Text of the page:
It’s been more than a year since the World Health Organization (WHO) declared a pandemic yet we’re still fighting a different kind of battle- misinformation or fake news about the COVID-19. Many people still believe that this is some elaborate “plandemic” of governments around the world in collusion with giant pharmaceutical companies. Some of this fake news also seems to be politically motivated.
Acting on the wrong information is dangerous. According to WHO, in the first three months of 2020, almost 6,000 people around the world were hospitalized because of coronavirus misinformation. Also, during this period, researchers estimated that at least 800 people may have died due to misinformation related to COVID-19.
In today’s digital age, information whether right or wrong, good or bad spreads fast creating a breeding ground for uncertainty. It is a perfect place for fear, anxiety, stigma, finger-pointing, aggression, and distrust to breed.
With the emergence of a pandemic, another epidemic of equal proportion is also birthed, an infodemic. An Infodemic is too much information that includes false or misleading information in the digital and physical environments during a disease outbreak. It leads to mistrust in health authorities and undermines public health response. This could lead to intensifying or lengthening outbreaks when people are unsure about what they could do to protect their health and the health of the people around them.
This infodemic brought along a lot of confusion regarding the information we receive about contracting and treating COVID-19. With an influx of information, a lot of people don’t know where and how to get real facts about the coronavirus, how it is spread and how we can protect ourselves.
Here are 5 of the most common myths about COVID-19 and the facts that debunk them.
5G mobile network help spread COVID-19
Viruses cannot travel on radio waves or mobile networks.
COVID-19 is spreading even in countries where there are no 5G mobile networks. COVID-19 is spread through respiratory droplets when someone with the virus coughs, sneezes or speaks. The virus can also spread when touching surfaces that are contaminated and then touches their eyes, nose, and mouth.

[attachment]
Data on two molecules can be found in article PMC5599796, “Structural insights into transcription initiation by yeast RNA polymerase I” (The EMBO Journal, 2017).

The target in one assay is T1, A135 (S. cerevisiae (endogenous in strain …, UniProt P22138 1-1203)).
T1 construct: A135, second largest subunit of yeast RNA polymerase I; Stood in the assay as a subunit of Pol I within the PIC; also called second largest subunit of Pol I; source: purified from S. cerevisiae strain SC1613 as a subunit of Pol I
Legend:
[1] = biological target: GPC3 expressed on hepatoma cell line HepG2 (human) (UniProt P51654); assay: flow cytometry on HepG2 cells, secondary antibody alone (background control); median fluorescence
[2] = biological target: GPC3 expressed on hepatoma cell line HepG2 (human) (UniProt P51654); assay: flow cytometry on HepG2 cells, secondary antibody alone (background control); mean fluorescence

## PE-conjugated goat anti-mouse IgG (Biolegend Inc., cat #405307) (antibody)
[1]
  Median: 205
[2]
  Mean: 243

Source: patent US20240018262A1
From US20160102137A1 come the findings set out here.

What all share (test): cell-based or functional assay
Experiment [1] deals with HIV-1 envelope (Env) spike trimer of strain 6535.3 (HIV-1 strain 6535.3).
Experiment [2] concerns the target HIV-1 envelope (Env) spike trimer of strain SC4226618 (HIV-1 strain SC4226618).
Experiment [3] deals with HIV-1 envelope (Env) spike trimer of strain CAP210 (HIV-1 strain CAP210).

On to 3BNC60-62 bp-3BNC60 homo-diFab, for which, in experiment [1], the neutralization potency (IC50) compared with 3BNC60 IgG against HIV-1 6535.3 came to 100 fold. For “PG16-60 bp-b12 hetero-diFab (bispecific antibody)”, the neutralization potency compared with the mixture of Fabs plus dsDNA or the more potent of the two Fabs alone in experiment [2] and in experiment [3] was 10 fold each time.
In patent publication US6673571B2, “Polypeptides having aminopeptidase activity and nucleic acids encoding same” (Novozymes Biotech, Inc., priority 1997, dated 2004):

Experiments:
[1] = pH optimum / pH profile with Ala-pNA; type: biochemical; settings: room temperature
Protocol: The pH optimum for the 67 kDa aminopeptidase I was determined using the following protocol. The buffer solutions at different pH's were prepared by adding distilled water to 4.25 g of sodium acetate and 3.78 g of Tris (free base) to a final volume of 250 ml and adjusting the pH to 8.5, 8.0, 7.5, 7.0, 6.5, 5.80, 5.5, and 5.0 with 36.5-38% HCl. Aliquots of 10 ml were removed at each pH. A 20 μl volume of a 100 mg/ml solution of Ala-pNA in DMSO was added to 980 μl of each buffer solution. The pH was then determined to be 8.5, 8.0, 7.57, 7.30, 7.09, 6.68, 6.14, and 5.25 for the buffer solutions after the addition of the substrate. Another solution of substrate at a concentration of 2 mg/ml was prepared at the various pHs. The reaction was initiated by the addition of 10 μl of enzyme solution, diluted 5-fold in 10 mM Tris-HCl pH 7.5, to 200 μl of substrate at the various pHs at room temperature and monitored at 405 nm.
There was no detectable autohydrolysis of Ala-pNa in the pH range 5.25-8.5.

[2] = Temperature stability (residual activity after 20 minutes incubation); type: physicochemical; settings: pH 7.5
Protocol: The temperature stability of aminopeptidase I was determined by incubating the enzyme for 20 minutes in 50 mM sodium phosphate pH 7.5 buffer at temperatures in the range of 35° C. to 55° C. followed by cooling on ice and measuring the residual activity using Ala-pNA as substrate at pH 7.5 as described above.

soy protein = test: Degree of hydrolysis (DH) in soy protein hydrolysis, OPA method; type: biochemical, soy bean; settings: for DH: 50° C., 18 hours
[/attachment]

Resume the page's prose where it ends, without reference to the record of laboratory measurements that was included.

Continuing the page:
Ultraviolet (UV lamps) are effective in killing the coronavirus and safe to use in disinfecting the hands and other areas of the skin.
Ultraviolet (UV) lamps should not be used to disinfect hands or other areas of your skin.
Ultraviolet (UV) radiation is harmful and can cause irritation to the skin and could damage your eyes. A more effective way to kill the virus and clean your hands is by washing with soap and water or using an alcohol-based hand rub.
COVID-19 cannot be transmitted in hot and humid places. Exposing yourself to the sun or temperatures higher than 25 degrees protects them from COVID-19.
COVID-19 can be transmitted in areas with hot and humid places.
So, soaking under the heat of the sun does not protect you from viruses. The best way you can protect yourself from coronavirus is to regularly wash your hands, follow health protocols, and maintain a physical distance of at least 1 meter away from others.
Coronavirus can be spread through mosquito bites.
The coronavirus cannot be transmitted through mosquito bites.
There has been no study or information suggesting that mosquitoes help the spread of the new coronavirus. The COVID-19 virus is a respiratory virus that is primarily spread through droplets when an infected person coughs or sneezes, or through droplets of saliva or nasal discharge. To protect yourself aside from following health protocols, avoid close contact with anyone who is coughing or sneezing.
Myth # 5
Using a mask for a long time can cause CO2 intoxication or oxygen deficiency.
Using a medical mask for a long time, when worn properly, does not cause CO2 intoxication nor oxygen deficiency.
The use of medical masks for longer times can be uncomfortable but not so much to be life-threatening. When wearing a medical mask, make sure that it fits properly, just tight enough for you to be able to breathe normally. Never reuse a disposable mask and change it as soon as it gets wet.
There is a lot of fake news that you see online and all of these come from unreliable sources. A year into the pandemic, vaccines are available for everyone, but misleading information has not stopped, instead, it has increased which now includes myths about the vaccine’s components. The people who are purportedly twisting facts about the coronavirus are making it more difficult to achieve what we want – to go back into a world free of the virus.
In the Philippines, a survey done by Octa Research in February 2021 says that only 19% of adult Filipinos are willing to get vaccinated, and 46% are still unwilling even if it was safe and free of charge. Months later, more people are getting themselves vaccinated through the combined efforts of the Department of Health (DOH) and the local government units and medical practitioner’s campaigns in spreading facts and information about the virus and the vaccine.
What to do or how to deal with people spreading misinformation about COVID-19 and the vaccines.
Knowing the right information is very important in making informed decisions. The Department of Health (DOH) highly encourages us to:
- make fact-checking a habit.
- always verify with legitimate sources like the Department of Health’s (DOH) Facebook page or website.
If you encounter fake news or misinformation, please report it through the DOH’s KIRA Chatbot accessible via Viber or Messenger.
The Chinese General Hospital Medical Center’s website is also a great source for factual and helpful information about COVID-19 and the vaccines. We are always here to provide guidance and support to our patients. Get vaccinated now and together we can help keep the numbers down and protect ourselves and our loved ones from getting sick.